This story has been another unfortunate illustration of Bluetooth security vulnerabilities and lock vendors who may lack the expertise in cybersecurity to secure your property properly when using digital keys. In this case, the attack strategy used is known as a relay attack.
How we prevent relay attacks
Relay attacks are well known. The only excuse we can understand for making it possible is “we didn’t know better”. Security experts should. We prevent relay attacks with the following process.
- Every lock has its own digital certificate signed by the Teleporte Digital Signing Authority (DSA).
- Every Teleporte Mobile App downloads the digital certificate and authenticates the lock’s digital certificate with the Teleporte DSA.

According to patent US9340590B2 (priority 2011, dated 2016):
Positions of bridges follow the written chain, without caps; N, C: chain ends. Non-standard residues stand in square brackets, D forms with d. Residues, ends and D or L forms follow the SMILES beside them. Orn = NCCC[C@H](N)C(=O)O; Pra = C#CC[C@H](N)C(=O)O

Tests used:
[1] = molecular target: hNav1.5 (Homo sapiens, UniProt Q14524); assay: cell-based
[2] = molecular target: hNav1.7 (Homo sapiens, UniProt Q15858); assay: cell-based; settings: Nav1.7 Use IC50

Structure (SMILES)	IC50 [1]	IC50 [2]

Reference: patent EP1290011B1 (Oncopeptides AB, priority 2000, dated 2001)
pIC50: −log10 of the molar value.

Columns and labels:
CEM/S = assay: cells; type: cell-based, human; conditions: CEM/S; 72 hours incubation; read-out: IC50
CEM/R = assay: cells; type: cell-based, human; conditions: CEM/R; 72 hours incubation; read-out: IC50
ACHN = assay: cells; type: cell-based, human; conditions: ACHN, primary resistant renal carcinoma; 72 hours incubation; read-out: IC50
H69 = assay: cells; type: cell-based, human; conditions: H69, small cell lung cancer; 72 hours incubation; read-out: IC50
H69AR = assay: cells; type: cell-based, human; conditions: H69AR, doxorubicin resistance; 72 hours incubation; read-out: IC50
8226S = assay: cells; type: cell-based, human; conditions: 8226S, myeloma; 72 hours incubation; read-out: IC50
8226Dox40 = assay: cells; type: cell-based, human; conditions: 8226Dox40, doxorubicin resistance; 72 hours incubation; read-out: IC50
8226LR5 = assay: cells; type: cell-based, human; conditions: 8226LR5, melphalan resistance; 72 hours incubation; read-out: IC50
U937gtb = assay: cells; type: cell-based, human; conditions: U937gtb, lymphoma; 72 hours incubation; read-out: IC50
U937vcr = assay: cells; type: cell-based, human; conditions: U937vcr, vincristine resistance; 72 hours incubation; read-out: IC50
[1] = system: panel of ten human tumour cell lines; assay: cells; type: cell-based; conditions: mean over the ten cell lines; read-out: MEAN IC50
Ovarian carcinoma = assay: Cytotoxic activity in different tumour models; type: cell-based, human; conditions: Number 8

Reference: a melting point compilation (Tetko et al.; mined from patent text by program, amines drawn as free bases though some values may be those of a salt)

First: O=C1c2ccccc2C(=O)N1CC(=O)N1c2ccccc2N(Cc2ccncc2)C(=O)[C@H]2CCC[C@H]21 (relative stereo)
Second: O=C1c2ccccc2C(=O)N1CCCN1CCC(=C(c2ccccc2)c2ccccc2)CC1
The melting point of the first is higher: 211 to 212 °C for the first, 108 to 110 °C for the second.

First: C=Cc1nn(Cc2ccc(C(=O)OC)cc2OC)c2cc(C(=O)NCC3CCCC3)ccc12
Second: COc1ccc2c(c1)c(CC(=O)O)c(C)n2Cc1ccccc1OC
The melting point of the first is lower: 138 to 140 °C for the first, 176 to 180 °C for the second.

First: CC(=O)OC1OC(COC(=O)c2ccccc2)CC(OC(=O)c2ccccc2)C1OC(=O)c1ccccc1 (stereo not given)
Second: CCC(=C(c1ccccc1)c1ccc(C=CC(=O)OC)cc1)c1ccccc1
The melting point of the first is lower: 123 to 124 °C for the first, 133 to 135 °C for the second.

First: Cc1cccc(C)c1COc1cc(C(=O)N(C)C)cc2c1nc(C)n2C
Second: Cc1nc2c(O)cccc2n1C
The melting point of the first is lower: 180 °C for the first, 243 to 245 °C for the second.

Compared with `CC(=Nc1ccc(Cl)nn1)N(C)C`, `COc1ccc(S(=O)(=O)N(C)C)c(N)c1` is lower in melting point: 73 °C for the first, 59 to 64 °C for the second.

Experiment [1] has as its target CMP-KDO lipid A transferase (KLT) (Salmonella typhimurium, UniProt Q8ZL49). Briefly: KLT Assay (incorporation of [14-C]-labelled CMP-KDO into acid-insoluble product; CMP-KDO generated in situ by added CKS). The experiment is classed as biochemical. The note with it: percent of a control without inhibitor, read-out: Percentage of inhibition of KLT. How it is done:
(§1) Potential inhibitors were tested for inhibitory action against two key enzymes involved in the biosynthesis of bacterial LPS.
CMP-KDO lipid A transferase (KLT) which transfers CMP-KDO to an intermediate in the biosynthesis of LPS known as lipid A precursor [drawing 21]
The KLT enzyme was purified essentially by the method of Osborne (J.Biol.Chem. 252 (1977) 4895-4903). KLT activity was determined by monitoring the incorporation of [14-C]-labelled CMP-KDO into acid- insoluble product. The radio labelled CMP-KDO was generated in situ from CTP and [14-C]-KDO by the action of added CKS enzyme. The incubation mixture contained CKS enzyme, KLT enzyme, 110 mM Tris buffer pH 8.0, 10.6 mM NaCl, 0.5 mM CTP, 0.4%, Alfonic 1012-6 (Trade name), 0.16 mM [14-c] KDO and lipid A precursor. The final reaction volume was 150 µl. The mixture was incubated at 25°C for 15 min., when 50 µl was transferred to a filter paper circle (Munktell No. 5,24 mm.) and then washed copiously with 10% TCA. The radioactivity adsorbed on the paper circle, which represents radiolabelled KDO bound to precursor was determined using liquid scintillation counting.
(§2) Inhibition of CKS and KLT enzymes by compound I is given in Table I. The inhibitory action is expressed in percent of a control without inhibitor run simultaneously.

- The mobile device only communicates with locks that are verified authentic through steps 1 and 2. Mobile devices use the lock’s public key to encrypt information, knowing the only endpoint capable of decryption is the lock itself.
- We change the encryption for every new connection between the lock and the mobile device.
Step number 4 is the key (no pun intended) to preventing a relay attack. While a sniffer might be able to see and repeat the byte sequence that unlocked the lock moments ago, the lock enforces a new method of encryption for each connection. Repeated old data is useless in future connections.
We like our competitive advantage in digital security. We’d like it even more if people could trust keyless access solutions in general.